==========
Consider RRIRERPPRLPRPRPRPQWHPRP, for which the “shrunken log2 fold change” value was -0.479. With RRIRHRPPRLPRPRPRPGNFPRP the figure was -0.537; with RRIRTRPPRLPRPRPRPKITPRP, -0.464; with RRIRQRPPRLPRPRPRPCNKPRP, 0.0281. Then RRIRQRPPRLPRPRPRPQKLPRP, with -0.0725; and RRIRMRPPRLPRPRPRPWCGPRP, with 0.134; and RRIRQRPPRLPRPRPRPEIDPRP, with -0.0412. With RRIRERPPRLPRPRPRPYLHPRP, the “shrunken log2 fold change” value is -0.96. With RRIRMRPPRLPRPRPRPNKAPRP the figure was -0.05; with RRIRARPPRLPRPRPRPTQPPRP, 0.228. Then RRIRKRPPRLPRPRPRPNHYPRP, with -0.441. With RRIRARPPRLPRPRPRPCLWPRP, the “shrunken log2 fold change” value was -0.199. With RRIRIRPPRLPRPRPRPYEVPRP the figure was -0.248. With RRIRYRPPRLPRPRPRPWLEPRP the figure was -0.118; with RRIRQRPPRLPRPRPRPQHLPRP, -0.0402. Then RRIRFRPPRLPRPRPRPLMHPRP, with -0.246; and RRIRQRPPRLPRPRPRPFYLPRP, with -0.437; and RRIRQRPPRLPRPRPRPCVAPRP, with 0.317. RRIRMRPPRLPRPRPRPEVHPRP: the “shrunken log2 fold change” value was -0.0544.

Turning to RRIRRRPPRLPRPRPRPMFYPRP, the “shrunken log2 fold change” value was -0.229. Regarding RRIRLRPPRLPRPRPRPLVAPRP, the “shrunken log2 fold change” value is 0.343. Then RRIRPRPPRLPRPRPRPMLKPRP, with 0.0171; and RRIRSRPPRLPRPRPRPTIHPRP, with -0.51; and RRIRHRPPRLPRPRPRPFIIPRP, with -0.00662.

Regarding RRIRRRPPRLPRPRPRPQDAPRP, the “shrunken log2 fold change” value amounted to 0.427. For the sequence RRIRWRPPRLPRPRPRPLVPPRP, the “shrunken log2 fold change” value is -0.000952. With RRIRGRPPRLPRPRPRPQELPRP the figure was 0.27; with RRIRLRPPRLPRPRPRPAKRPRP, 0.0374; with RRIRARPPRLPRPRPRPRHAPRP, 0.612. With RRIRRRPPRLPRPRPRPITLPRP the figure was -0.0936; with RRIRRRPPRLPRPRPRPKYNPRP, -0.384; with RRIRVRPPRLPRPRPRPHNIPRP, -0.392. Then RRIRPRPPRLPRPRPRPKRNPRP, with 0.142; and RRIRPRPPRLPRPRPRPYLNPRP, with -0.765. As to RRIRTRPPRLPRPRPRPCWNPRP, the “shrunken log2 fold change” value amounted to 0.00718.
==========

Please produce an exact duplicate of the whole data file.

Consider RRIRERPPRLPRPRPRPQWHPRP, for which the “shrunken log2 fold change” value was -0.479. With RRIRHRPPRLPRPRPRPGNFPRP the figure was -0.537; with RRIRTRPPRLPRPRPRPKITPRP, -0.464; with RRIRQRPPRLPRPRPRPCNKPRP, 0.0281. Then RRIRQRPPRLPRPRPRPQKLPRP, with -0.0725; and RRIRMRPPRLPRPRPRPWCGPRP, with 0.134; and RRIRQRPPRLPRPRPRPEIDPRP, with -0.0412. With RRIRERPPRLPRPRPRPYLHPRP, the “shrunken log2 fold change” value is -0.96. With RRIRMRPPRLPRPRPRPNKAPRP the figure was -0.05; with RRIRARPPRLPRPRPRPTQPPRP, 0.228. Then RRIRKRPPRLPRPRPRPNHYPRP, with -0.441. With RRIRARPPRLPRPRPRPCLWPRP, the “shrunken log2 fold change” value was -0.199. With RRIRIRPPRLPRPRPRPYEVPRP the figure was -0.248. With RRIRYRPPRLPRPRPRPWLEPRP the figure was -0.118; with RRIRQRPPRLPRPRPRPQHLPRP, -0.0402. Then RRIRFRPPRLPRPRPRPLMHPRP, with -0.246; and RRIRQRPPRLPRPRPRPFYLPRP, with -0.437; and RRIRQRPPRLPRPRPRPCVAPRP, with 0.317. RRIRMRPPRLPRPRPRPEVHPRP: the “shrunken log2 fold change” value was -0.0544.

Turning to RRIRRRPPRLPRPRPRPMFYPRP, the “shrunken log2 fold change” value was -0.229. Regarding RRIRLRPPRLPRPRPRPLVAPRP, the “shrunken log2 fold change” value is 0.343. Then RRIRPRPPRLPRPRPRPMLKPRP, with 0.0171; and RRIRSRPPRLPRPRPRPTIHPRP, with -0.51; and RRIRHRPPRLPRPRPRPFIIPRP, with -0.00662.

Regarding RRIRRRPPRLPRPRPRPQDAPRP, the “shrunken log2 fold change” value amounted to 0.427. For the sequence RRIRWRPPRLPRPRPRPLVPPRP, the “shrunken log2 fold change” value is -0.000952. With RRIRGRPPRLPRPRPRPQELPRP the figure was 0.27; with RRIRLRPPRLPRPRPRPAKRPRP, 0.0374; with RRIRARPPRLPRPRPRPRHAPRP, 0.612. With RRIRRRPPRLPRPRPRPITLPRP the figure was -0.0936; with RRIRRRPPRLPRPRPRPKYNPRP, -0.384; with RRIRVRPPRLPRPRPRPHNIPRP, -0.392. Then RRIRPRPPRLPRPRPRPKRNPRP, with 0.142; and RRIRPRPPRLPRPRPRPYLNPRP, with -0.765. As to RRIRTRPPRLPRPRPRPCWNPRP, the “shrunken log2 fold change” value amounted to 0.00718.